SMITHFIELD, Va. (AP) — The black two-story shed still stands out back at 1915 Moonlight Road — a haunting reminder of the brutal dog fights that took place upstairs when NFL quarterback Michael Vick owned the place.
A few steps away, a dog infirmary with eight grimy stalls sits empty in the suffocating heat of an early-summer day. Sick or injured dogs now are nursed to health in the air-conditioned comfort of the property’s five-bedroom, 4,600-square-foot home.
The ghostly relics of the former Bad Newz Kennels have been retained because the current owner of the 15-acre compound, the anti-chaining organization Dogs Deserve Better Inc., wants to keep people aware of animal cruelty now that public attention to the 2007 dogfighting case that landed Vick in prison has faded. The star quarterback served an 18-month federal prison sentence for running a dogfighting ring.
“We want them to see that this is what dogs go through,” said Kenny Sayre, chairman of the Dogs Deserve Better board of directors. “We don’t want people to forget.”
Some things have changed on the property, however. The metal poles and heavy chains that once restrained Vick’s pit bulls are gone. The full-size backyard basketball court has been replaced by fenced dog runs. And many of the trees that once obscured aerial views of the dogfighting operation have been cleared out, providing an expansive, grassy playground for the able-bodied among the 13 to 17 dogs typically residing there.
But the transition from dogfighting to dog rescue has not been without controversy. In 2012, Surry County authorities seized a pit bull terrier named Jada from Dogs Deserve Better and charged the organization’s founder and executive director, Tamira Thayne, with animal cruelty and failure to provide adequate care to a companion animal.
A judge ordered Jada’s return, saying there was no evidence of cruel treatment, and Commonwealth’s Attorney Gerald G. Poindexter dropped the charges against Thayne.
Stung by the suggestion that she would mistreat an animal, Thayne filed a lawsuit in federal court against Surry County chief animal control officer Tracy Terry and other county officials.
“Thayne suffered extreme humiliation, embarrassment, inconvenience, anxiety, and interference with life, as a result of the baseless criminal charges,” the lawsuit says. “Ms. Thayne’s reputation also has been harmed significantly, including but not limited to a significant decrease in invitations for speaking engagements and other professional and personal injury and harm to her reputation.”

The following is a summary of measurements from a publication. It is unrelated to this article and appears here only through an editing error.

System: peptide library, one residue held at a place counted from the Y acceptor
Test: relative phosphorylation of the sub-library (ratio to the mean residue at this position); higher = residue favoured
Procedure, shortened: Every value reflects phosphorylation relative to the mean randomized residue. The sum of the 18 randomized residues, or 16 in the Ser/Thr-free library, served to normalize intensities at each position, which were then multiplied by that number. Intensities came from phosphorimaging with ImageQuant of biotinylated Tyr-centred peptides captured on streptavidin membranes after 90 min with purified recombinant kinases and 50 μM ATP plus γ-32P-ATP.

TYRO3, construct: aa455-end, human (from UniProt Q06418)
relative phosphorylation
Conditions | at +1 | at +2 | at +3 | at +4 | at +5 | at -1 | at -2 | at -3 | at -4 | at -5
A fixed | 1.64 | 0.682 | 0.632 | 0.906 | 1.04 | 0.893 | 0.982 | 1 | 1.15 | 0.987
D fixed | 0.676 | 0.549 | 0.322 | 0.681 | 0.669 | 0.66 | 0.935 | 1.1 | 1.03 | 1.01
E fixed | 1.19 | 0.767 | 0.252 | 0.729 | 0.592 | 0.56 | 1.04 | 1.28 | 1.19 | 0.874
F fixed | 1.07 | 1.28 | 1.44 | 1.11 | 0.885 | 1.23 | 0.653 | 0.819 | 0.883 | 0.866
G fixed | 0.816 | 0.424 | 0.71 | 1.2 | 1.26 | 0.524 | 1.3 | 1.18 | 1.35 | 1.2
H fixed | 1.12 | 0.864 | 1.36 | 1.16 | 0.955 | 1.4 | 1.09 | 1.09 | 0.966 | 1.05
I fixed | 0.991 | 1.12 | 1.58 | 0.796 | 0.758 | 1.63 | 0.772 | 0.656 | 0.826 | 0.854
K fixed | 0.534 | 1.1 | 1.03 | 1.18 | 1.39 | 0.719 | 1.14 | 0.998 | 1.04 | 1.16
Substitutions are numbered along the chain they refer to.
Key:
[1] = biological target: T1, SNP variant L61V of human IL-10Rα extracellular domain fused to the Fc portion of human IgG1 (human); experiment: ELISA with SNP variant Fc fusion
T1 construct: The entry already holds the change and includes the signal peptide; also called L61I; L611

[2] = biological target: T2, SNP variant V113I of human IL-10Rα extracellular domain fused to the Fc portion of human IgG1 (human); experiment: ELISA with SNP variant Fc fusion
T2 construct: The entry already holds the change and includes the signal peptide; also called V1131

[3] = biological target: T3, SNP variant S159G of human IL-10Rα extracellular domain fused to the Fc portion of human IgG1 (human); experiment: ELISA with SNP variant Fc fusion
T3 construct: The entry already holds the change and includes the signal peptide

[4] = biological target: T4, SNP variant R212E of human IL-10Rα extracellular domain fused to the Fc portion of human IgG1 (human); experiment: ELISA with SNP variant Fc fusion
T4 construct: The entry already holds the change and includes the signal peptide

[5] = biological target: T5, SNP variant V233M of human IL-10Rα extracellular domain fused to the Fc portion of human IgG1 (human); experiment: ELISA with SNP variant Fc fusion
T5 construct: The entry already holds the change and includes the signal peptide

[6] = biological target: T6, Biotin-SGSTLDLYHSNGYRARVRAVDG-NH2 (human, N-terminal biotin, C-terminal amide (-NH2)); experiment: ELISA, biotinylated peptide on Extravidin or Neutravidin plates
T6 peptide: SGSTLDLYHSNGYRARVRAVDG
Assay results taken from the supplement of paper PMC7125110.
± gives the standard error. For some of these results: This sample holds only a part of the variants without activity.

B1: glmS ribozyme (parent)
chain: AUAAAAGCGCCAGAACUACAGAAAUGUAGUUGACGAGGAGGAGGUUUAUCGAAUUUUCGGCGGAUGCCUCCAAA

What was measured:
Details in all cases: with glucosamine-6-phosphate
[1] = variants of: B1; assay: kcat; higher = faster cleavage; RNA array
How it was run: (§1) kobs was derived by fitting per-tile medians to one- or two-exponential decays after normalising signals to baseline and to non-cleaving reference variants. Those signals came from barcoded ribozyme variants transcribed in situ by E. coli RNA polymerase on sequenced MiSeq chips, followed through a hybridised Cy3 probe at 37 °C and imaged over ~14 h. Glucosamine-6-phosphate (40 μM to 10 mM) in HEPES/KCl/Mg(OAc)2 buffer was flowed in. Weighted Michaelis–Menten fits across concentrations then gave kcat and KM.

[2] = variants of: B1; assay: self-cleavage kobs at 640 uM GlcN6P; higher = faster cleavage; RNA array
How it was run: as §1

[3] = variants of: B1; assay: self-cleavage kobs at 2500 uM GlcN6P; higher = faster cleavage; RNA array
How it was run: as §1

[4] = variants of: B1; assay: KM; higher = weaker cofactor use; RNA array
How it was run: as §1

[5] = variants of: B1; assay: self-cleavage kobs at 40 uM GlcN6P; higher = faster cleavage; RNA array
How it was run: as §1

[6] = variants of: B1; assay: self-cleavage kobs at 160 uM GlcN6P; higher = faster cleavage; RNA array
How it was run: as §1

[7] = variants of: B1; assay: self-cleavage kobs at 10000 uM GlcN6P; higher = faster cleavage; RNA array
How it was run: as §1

The lawsuit, which seeks unspecified monetary damages, also alleges that the seizure of Jada was illegal because it was not authorized by a search warrant.
Contributions have taken a hit because of the charges, the complaint says. The nonprofit group’s filings with the Internal Revenue Service show that donations plummeted from more than $1.1 million in 2012 to $317,138 in 2013.
U.S. District Judge John A. Gibney dismissed the Surry County Board of Supervisors as defendants but allowed the lawsuit to continue against Terry and five people, whose names are unknown, who participated in the seizure of Jada. The defendants have denied any wrongdoing in court papers, and settlement talks are underway.
Thayne, who recently stepped down as executive director of the organization she founded in 2002, and Terry declined to be interviewed because of the pending litigation.
Sayre said the notion that Thayne would ever abuse a dog is “mind-boggling.” He said the trouble started after a disgruntled former employee leveled bogus accusations.
In the lawsuit, Thayne alludes to what she believes to be another reason she was charged: “Thayne has been an outspoken critic of Surry County, Prosecutor Gerald Poindexter, and Surry County Animal Control’s anemic handling of the Michael Vick dogfighting enterprise and belated prosecution.”
Poindexter was on medical leave and unavailable for comment.
As the court case inches along, the new leadership at Dogs Deserve Better is trying to mend fences as best it can and look to the future. Sayre, whose wife Julie manages the operation, said that when he joined the board they went to the county animal shelter to introduce themselves and received a cool reception.
“We don’t have that personal relationship,” said Denise Cohn, who succeeded Thayne as executive director.
Despite the troubles, the organization that estimates it has rescued, rehabilitated and adopted out approximately 400 chained or penned dogs — none of them holdovers from the Vick operation — has big dreams of expanding. Sayre said long-range plans call for expansion of the house and construction of a “super center” that can house 50 dogs and a veterinary clinic.
Meanwhile, the dog at the center of the organization’s recent controversy is doing well. Julie Sayre said a visitor from Suffolk saw Jada playing with her best friend, Copper, and adopted both.
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